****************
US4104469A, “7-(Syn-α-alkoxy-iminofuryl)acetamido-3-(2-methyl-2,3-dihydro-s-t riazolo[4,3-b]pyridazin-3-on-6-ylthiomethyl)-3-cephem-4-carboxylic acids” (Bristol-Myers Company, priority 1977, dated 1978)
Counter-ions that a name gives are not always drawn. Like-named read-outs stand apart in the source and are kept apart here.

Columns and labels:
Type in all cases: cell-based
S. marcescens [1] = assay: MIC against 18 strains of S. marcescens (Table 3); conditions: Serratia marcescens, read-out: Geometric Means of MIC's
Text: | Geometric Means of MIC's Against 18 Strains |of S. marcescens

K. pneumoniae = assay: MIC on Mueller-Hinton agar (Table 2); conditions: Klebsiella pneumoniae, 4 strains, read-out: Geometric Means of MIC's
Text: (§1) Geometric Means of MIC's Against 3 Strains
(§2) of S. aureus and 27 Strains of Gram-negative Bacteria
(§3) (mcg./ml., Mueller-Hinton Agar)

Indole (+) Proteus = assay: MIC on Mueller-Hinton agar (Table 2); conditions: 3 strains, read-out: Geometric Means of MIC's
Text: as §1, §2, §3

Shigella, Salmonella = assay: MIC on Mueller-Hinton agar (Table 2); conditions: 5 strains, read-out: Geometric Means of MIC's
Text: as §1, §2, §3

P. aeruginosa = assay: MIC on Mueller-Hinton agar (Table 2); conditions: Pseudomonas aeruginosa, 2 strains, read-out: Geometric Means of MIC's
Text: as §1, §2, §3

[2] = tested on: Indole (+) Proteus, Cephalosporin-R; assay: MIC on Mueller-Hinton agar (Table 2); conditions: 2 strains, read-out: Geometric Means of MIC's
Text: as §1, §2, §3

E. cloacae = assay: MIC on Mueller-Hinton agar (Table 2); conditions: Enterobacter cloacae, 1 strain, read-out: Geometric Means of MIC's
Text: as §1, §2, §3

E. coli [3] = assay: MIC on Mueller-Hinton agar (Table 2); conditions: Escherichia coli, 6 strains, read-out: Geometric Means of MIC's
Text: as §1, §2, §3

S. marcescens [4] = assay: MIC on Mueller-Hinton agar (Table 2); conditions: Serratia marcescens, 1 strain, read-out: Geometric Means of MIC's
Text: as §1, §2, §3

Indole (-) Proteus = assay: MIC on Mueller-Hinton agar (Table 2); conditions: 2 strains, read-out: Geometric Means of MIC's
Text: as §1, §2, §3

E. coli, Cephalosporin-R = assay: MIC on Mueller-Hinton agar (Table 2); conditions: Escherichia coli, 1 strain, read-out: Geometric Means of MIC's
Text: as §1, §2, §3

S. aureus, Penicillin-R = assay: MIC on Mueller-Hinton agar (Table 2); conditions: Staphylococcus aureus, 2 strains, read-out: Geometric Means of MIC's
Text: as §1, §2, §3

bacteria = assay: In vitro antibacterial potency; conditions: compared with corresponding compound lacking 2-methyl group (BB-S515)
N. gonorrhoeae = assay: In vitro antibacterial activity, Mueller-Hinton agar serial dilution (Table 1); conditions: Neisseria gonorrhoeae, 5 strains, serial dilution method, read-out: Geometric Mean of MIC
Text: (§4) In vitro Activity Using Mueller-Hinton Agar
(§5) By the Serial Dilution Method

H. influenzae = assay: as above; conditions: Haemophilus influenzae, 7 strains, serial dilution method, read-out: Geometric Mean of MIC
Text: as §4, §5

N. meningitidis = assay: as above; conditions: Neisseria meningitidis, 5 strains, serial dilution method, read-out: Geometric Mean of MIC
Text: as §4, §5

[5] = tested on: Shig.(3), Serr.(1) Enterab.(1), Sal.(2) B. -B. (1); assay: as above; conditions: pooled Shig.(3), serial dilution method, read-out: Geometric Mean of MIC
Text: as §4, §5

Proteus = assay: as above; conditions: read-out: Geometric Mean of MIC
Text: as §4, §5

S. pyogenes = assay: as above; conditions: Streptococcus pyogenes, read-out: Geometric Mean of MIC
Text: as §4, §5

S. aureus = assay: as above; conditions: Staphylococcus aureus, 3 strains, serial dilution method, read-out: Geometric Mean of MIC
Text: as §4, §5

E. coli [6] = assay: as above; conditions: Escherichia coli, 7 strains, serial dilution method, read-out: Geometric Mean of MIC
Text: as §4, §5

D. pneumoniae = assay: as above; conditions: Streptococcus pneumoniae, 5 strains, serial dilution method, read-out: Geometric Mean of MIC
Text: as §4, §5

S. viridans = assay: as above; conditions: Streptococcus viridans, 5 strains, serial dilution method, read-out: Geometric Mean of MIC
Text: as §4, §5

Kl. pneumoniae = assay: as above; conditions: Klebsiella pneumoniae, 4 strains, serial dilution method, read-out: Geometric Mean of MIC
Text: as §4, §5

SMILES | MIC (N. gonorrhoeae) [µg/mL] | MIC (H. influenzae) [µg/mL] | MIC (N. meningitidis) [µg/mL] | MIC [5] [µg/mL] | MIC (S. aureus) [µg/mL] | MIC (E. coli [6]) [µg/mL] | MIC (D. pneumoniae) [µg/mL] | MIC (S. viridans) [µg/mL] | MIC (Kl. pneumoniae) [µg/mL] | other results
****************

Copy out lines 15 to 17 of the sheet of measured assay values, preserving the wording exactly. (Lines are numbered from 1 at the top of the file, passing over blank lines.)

P. aeruginosa = assay: MIC on Mueller-Hinton agar (Table 2); conditions: Pseudomonas aeruginosa, 2 strains, read-out: Geometric Means of MIC's
Text: as §1, §2, §3

[2] = tested on: Indole (+) Proteus, Cephalosporin-R; assay: MIC on Mueller-Hinton agar (Table 2); conditions: 2 strains, read-out: Geometric Means of MIC's